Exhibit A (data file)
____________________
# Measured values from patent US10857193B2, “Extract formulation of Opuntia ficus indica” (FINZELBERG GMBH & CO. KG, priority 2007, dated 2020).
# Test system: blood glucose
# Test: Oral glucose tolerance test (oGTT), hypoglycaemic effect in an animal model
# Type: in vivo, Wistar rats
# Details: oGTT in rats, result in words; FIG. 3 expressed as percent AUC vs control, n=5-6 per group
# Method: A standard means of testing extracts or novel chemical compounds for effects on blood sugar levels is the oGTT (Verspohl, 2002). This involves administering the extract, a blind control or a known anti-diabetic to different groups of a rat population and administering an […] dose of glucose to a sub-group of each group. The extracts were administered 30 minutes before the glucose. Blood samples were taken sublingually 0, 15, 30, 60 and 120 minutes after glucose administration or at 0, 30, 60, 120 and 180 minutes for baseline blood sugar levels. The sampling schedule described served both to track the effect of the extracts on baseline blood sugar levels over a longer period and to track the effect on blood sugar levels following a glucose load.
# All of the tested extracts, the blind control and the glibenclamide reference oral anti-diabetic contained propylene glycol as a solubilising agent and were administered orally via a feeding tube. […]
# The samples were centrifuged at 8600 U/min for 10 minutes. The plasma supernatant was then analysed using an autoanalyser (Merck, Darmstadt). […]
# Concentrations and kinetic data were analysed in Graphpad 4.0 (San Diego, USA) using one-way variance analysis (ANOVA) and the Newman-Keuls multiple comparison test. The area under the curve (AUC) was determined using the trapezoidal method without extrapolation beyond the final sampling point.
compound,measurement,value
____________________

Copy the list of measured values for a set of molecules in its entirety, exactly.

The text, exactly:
# Measured values from patent US10857193B2, “Extract formulation of Opuntia ficus indica” (FINZELBERG GMBH & CO. KG, priority 2007, dated 2020).
# Test system: blood glucose
# Test: Oral glucose tolerance test (oGTT), hypoglycaemic effect in an animal model
# Type: in vivo, Wistar rats
# Details: oGTT in rats, result in words; FIG. 3 expressed as percent AUC vs control, n=5-6 per group
# Method: A standard means of testing extracts or novel chemical compounds for effects on blood sugar levels is the oGTT (Verspohl, 2002). This involves administering the extract, a blind control or a known anti-diabetic to different groups of a rat population and administering an […] dose of glucose to a sub-group of each group. The extracts were administered 30 minutes before the glucose. Blood samples were taken sublingually 0, 15, 30, 60 and 120 minutes after glucose administration or at 0, 30, 60, 120 and 180 minutes for baseline blood sugar levels. The sampling schedule described served both to track the effect of the extracts on baseline blood sugar levels over a longer period and to track the effect on blood sugar levels following a glucose load.
# All of the tested extracts, the blind control and the glibenclamide reference oral anti-diabetic contained propylene glycol as a solubilising agent and were administered orally via a feeding tube. […]
# The samples were centrifuged at 8600 U/min for 10 minutes. The plasma supernatant was then analysed using an autoanalyser (Merck, Darmstadt). […]
# Concentrations and kinetic data were analysed in Graphpad 4.0 (San Diego, USA) using one-way variance analysis (ANOVA) and the Newman-Keuls multiple comparison test. The area under the curve (AUC) was determined using the trapezoidal method without extrapolation beyond the final sampling point.
compound,measurement,value